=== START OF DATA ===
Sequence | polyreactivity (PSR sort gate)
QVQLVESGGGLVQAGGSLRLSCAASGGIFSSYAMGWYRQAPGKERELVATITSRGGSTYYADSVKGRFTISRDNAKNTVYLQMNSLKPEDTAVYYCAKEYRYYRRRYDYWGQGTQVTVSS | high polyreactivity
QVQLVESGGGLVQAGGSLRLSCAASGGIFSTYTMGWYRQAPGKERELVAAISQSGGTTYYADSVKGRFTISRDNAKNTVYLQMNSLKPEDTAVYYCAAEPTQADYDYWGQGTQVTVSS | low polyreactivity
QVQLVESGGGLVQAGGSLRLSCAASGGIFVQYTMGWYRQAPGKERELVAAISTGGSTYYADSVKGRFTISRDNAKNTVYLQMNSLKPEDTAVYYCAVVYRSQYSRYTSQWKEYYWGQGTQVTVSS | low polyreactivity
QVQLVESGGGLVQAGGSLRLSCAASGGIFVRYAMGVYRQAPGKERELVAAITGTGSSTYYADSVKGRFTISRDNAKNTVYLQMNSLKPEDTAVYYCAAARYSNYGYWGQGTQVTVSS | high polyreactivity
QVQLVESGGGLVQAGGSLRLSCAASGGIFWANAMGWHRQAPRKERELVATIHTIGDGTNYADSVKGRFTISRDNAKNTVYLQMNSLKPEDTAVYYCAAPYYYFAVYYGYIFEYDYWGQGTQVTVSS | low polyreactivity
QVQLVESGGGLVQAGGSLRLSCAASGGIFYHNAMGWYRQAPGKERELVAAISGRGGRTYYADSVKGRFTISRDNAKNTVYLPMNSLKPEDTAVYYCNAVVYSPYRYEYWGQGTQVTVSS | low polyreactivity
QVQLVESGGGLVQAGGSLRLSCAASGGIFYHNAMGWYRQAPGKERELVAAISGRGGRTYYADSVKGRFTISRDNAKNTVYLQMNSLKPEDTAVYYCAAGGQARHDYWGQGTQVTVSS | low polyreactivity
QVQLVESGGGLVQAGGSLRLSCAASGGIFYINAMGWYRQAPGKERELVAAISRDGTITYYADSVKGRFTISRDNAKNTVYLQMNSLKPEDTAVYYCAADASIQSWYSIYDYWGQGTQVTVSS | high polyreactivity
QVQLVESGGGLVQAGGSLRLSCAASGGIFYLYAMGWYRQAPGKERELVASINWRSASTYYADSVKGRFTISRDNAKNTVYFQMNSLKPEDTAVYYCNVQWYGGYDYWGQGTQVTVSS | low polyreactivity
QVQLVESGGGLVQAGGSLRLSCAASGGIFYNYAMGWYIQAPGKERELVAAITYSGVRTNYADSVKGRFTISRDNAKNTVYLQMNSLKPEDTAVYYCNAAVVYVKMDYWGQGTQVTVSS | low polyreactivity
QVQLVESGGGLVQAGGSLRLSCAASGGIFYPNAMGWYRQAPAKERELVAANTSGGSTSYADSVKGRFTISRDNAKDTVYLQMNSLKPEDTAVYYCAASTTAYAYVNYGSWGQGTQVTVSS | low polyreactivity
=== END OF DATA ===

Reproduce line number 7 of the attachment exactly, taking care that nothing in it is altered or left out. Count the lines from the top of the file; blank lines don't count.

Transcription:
QVQLVESGGGLVQAGGSLRLSCAASGGIFYHNAMGWYRQAPGKERELVAAISGRGGRTYYADSVKGRFTISRDNAKNTVYLPMNSLKPEDTAVYYCNAVVYSPYRYEYWGQGTQVTVSS | low polyreactivity